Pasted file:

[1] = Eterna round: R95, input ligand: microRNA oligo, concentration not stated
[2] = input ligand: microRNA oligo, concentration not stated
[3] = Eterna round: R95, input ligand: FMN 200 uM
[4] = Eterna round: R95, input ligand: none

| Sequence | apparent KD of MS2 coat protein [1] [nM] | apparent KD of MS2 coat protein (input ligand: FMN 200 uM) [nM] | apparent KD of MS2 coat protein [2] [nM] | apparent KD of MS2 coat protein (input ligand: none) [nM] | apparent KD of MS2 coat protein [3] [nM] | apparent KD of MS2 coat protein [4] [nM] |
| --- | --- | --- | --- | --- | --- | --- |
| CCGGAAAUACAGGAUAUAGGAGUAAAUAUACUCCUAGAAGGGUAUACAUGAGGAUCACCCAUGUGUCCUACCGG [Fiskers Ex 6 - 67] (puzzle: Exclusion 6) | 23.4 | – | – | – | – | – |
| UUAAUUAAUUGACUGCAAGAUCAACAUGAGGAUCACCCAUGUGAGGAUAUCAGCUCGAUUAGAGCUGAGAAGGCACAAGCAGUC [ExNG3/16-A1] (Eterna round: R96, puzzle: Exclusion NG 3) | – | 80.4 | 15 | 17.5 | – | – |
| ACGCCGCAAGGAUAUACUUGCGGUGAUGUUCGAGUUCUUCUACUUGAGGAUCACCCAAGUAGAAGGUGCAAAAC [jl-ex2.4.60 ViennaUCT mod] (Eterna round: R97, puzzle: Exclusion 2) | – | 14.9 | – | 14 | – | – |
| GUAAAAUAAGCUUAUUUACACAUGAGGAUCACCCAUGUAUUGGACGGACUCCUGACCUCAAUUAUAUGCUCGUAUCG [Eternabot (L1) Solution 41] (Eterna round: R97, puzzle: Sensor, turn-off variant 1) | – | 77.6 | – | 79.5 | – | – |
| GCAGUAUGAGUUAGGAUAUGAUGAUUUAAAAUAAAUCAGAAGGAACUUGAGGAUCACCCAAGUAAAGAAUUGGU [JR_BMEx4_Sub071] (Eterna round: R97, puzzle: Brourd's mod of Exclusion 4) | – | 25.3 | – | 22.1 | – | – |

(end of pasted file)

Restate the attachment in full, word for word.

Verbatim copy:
[1] = Eterna round: R95, input ligand: microRNA oligo, concentration not stated
[2] = input ligand: microRNA oligo, concentration not stated
[3] = Eterna round: R95, input ligand: FMN 200 uM
[4] = Eterna round: R95, input ligand: none

| Sequence | apparent KD of MS2 coat protein [1] [nM] | apparent KD of MS2 coat protein (input ligand: FMN 200 uM) [nM] | apparent KD of MS2 coat protein [2] [nM] | apparent KD of MS2 coat protein (input ligand: none) [nM] | apparent KD of MS2 coat protein [3] [nM] | apparent KD of MS2 coat protein [4] [nM] |
| --- | --- | --- | --- | --- | --- | --- |
| CCGGAAAUACAGGAUAUAGGAGUAAAUAUACUCCUAGAAGGGUAUACAUGAGGAUCACCCAUGUGUCCUACCGG [Fiskers Ex 6 - 67] (puzzle: Exclusion 6) | 23.4 | – | – | – | – | – |
| UUAAUUAAUUGACUGCAAGAUCAACAUGAGGAUCACCCAUGUGAGGAUAUCAGCUCGAUUAGAGCUGAGAAGGCACAAGCAGUC [ExNG3/16-A1] (Eterna round: R96, puzzle: Exclusion NG 3) | – | 80.4 | 15 | 17.5 | – | – |
| ACGCCGCAAGGAUAUACUUGCGGUGAUGUUCGAGUUCUUCUACUUGAGGAUCACCCAAGUAGAAGGUGCAAAAC [jl-ex2.4.60 ViennaUCT mod] (Eterna round: R97, puzzle: Exclusion 2) | – | 14.9 | – | 14 | – | – |
| GUAAAAUAAGCUUAUUUACACAUGAGGAUCACCCAUGUAUUGGACGGACUCCUGACCUCAAUUAUAUGCUCGUAUCG [Eternabot (L1) Solution 41] (Eterna round: R97, puzzle: Sensor, turn-off variant 1) | – | 77.6 | – | 79.5 | – | – |
| GCAGUAUGAGUUAGGAUAUGAUGAUUUAAAAUAAAUCAGAAGGAACUUGAGGAUCACCCAAGUAAAGAAUUGGU [JR_BMEx4_Sub071] (Eterna round: R97, puzzle: Brourd's mod of Exclusion 4) | – | 25.3 | – | 22.1 | – | – |